(WGGB/WSHM) -- The pandemic has changed just about everything, including the way children are learning, and this has had a troubling impact on many.

“My family experienced something, I never thought we’d experience before,” said one Springfield mom who wished to remain anonymous.

We’ve changed the voice of this Springfield mom. She’s speaking out after her son attempted the unthinkable.

“After his math class, he was so overwhelmed…my son attempted suicide,” the mom explained.

Her 17-year-old son has a dream of joining the military one day, but he’s been struggling in school since the pandemic began and worrying about his future.

“My son said, ‘There’s no purpose for my life,’” the mother noted.

The mom told Western Mass News a crisis team got involved and he has since been released from the hospital and is recovering at home.

“I don’t know, it’s a lot. I don’t want to lose him not because something that’s not his fault…and I can imagine if my son is going through it, a lot of other parents are too,” the mom said.

Dr. Rahiza Gallardo with the Gandara Center explained, “The pandemic has changed our brains and the constant worry about what is happening in the future can alter our brains, our chemistry, and that will be more common in the children…that can actually cause mood disorder, depression or even the suicidal thoughts.”

Western Mass News reached out to the Gandara Center, an organization that aims to provide mental health, substance abuse, and preventative services for children, adults, and families.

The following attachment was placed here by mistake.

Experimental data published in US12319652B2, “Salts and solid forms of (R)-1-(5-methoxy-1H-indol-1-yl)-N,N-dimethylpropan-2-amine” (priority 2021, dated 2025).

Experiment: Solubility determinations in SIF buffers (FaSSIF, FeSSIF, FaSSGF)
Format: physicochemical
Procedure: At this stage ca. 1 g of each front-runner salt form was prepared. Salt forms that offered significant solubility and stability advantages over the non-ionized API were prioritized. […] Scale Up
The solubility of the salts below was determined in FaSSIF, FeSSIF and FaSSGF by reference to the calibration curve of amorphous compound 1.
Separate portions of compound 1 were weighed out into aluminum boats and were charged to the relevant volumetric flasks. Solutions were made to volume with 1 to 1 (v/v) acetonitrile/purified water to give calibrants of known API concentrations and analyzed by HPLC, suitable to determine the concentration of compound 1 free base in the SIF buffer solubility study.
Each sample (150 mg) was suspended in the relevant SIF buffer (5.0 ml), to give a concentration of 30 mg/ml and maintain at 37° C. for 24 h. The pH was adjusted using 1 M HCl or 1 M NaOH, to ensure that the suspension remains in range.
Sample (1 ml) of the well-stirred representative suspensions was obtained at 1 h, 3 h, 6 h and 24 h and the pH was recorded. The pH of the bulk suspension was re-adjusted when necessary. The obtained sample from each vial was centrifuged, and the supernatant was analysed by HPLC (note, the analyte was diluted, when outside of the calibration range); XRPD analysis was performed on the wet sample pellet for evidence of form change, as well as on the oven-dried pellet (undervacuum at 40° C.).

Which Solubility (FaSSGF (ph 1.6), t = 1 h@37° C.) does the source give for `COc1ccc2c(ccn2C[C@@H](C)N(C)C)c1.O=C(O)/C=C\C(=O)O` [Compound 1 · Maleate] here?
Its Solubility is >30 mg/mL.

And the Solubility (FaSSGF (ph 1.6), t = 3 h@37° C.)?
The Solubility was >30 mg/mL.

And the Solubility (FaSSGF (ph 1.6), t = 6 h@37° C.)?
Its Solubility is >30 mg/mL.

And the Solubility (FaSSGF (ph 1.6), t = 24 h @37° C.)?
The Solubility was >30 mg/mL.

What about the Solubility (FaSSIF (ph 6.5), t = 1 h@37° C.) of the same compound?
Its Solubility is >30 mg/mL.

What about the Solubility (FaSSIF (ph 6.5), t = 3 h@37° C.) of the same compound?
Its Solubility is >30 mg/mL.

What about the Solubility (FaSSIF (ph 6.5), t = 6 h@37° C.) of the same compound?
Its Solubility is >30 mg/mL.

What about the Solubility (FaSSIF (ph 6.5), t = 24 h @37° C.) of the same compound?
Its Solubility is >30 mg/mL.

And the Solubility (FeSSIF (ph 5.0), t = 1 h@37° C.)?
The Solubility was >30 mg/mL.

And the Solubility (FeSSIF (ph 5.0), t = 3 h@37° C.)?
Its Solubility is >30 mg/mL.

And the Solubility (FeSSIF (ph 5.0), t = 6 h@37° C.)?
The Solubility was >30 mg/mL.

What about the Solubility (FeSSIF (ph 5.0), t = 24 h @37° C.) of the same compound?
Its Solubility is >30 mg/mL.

“Most of the things or complaints that we are hearing from the parents is that they don’t know how to make their children continue to be motivated or actually be connected to the computers,” Gallardo said.

With five kids, the Springfield mom we spoke to said remote learning has been a major struggle, especially as some of her kids have individualized education plans - or IEPs - and one of her children has been missing classes to help the younger siblings.

“They can’t grasp the concept correctly and the teachers tries to explain to them how to do it, but they say 'Mom, it’s one thing of them telling you what to do and it’s another thing when the teacher is right there showing you,'” the mom added.

However, she does have an outlet - leaning on a group of parents to share ideas for remote learning.

“Us parents will sit down, we’ll have some coffee and talk about everything that’s going on…how are children are having difficulties and what us as parents can do to help each other,” the mom said.

While this Springfield mom just wants to get her kids back into the classroom, experts said making sure communication is strong is important while kids are still at home.

“Continuing communications between parents and teachers is going to be really important and a key for them to learn better. Parents actually need to be more in contact with the teacher,” Gallardo noted.

If your child is struggling and needs help, contact the Gandara Center:

  • For Therapy Services via Telehealth Consultations: (413) 736-0395
  • Crisis Line: (413) 733-6661

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